Best breeding: The Colquitts, who, if they were horses, would be owned by some Saudi Arabian prince. The yearling Britton's first punt was for a solid 46 yards, and it was downed at the Marshall eight yard line. So maybe that was all the farther he could kick it, and he just got lucky that it was downed inside the ten. Not so. Britton's second punt was 63 yards, and it, too, was downed at the Marshall eight. His third effort was the best of the night: a 59 yard punt that was downed at the Marshall two yard line. Three punts for an average of 56 yards per. All inside the ten, one inside the five. Oh, and they were high. There were no returns.
Best sight for sore eyes: Third string tailback LaMarcus Coker, who followed up the entire team's paltry -11 yard rushing effort last week by running 146 yards on eight carries for an 18.2 yard average by himself. Even if you take out his 89-yard touchdown run, he still averaged 8.14 yards.
Worst failure to consult the media guide: After Coker's 89-yard run, which was the longest Tennessee running play since 1977 and the third longest in school history, the Jumbotron displayed an informational graphic about the play and identified Coker as "LaMarcus Cocker." Runner Up: The normally excellent and error-free Knoxville News-Sentinel, which featured an awesome above-the-fold, margin-to-margin picture (large pdf file!) of Coker escaping the desperation clutch of the last defender on his TD play, but which identified Coker as "LaMarucs Coker."
Best drainage: Shields-Watkins Field, which laughed in the face of three inches of rain to cap off the last of four consecutive home games while the rest of the city was flooding. Despite the monsoon-level torrential rains, this was not a slosh-fest. Credit the UT Ag department for installing "countermeasures" into the turf such as a 12-inch all sand root zone underlying the hybrid variety of turf known as "Tiftway Bermuda."
Worst drainage: The Neyland Stadium concourse, which featured inch-deep puddles at every turn. Some Jihadist could have sent 50,000 infidels to eternal damnation just by flipping over a popcorn kiosk.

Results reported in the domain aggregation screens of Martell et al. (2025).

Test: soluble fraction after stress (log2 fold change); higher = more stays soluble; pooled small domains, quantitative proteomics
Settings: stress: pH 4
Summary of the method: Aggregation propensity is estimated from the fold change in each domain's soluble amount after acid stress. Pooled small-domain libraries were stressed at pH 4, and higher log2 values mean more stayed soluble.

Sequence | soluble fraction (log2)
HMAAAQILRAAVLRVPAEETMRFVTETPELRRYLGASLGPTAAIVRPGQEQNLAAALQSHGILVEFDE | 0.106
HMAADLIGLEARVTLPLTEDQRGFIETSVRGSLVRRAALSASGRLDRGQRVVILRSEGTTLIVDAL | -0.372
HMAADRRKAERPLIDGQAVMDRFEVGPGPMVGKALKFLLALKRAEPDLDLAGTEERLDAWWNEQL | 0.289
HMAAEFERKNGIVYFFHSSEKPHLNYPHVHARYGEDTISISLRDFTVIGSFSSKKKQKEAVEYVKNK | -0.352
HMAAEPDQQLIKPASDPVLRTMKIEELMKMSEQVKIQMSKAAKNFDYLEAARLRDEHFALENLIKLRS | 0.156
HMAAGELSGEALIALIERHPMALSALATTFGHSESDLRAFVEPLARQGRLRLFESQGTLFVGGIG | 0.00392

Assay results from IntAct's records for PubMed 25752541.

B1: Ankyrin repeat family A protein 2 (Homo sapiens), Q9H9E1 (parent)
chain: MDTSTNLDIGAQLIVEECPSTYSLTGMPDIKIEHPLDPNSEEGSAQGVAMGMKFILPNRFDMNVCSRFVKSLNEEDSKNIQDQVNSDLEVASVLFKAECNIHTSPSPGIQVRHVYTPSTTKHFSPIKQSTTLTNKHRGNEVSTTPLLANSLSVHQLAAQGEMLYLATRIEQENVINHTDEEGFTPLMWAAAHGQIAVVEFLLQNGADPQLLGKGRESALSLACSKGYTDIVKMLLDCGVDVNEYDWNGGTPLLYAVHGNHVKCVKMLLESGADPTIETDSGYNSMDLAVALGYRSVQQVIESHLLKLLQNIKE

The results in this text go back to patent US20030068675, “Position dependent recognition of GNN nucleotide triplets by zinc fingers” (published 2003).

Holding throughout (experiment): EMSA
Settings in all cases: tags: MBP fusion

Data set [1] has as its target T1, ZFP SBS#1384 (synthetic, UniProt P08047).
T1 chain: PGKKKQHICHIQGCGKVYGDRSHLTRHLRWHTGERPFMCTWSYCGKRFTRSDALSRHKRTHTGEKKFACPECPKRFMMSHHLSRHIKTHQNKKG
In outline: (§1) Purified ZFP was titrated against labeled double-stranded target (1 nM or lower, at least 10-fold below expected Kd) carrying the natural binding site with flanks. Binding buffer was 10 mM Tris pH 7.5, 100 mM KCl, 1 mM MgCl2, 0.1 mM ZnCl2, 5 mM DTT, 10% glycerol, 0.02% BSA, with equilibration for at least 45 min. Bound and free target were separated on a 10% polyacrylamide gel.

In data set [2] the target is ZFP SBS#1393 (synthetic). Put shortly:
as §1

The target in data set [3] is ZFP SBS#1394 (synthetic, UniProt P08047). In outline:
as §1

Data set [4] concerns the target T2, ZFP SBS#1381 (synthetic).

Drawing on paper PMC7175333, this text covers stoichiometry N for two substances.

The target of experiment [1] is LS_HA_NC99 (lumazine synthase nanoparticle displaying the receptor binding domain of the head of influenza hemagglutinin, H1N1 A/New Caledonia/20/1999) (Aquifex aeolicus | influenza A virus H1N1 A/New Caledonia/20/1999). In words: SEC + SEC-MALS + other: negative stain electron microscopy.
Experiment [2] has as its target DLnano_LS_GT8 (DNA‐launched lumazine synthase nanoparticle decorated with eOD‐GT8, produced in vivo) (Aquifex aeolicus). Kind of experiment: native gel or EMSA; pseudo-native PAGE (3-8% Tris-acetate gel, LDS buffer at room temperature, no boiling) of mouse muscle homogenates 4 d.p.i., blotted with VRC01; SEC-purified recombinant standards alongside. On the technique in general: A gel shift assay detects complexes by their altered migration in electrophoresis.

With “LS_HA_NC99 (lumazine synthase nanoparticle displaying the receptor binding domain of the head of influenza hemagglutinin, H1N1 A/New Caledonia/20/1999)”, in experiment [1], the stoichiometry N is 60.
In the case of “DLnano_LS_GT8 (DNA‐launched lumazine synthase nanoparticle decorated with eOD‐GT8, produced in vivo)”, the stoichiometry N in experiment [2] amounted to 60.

Worst end of a streak: Yesterday ended a 41-year streak of the Tennessee Volunteer football players entering the field by running through the giant T formed by the Pride of the Southland Marching Band for home games. Runner Up.Yesterday also ended the 17-year streak for the Vol Walk.
Best fans: Anyone and everyone in the stadium who came and sat through the rain until the end despite one local television station reportedly telling people at 3:30 to just stay home.
Best fans, II: The Marshall Thundering Herd fans, who traveled six hours on dangerous highways, braved the lightning, downpours, and game delays, and smiled after a 33-7 defeat.
Worst career choice: "Ticket broker." Scores of forlorn individuals with soggy inch-thick stacks of tickets held high in their fists were wandering aimlessly in front of the stadium repeating the same best pitch for a bad product: "Four dry together!"
Worst pre-game: Whenever somebody in the future attempts to label me a disloyal Tennessee Volunteer fan, I'll simply refer them to this post. I had two tickets, but the person who was going to go with me bugged out, so I headed down to Knoxville in hazardous driving conditions in a car on its last bald tire by myself. Halfway there, I suddenly found myself unable to steer, but I was able to somehow get the car off to the shoulder. Blown tire, I just knew it. I was a bit anxious about having to change a tire in the downpour along the interstate because just a few miles back two police cars were investigating a driver who had careened off into the trees. When I finally mustered up the courage to get out, I found that my tires were intact. I must just have hydroplaned, but it sure didn't feel like that.
I got to campus in plenty of time for the Vol Walk, hoping to finally get some photos for the blog. On the way, I snapped this pic, which pretty much says it all for the day.
Okay, so into the stadium. I was forced to enter through Gate 10, the gigantic Green Mile-ish ramp leading to the upper level. Did I mention it was pouring? I finally made it to a covered area, and I ended up a captive audience to a spry, profane octogenarian usher who seized the opportunity to bombard me with a twenty-minute soliliquy, the primary message of which was that young whipper snappers like me don't know, and I'm paraphrasing here, anything.
I eventually escaped, and for the next 90 minutes, I felt like an extra on the set of The Fellowship of the Ring rehearsing that scene in the Mines of Moria scene where the Orcs come crawling out of every conceivable hiding place and then scurry back to safety at the first sign of danger. Action! Scatter into the stadium from every direction like roaches! Okay! Back to the bowels! Again! Again! Cut! It's a wrap!
Finally, finally, we were seated. It was still raining.
But it was football time in Tennessee.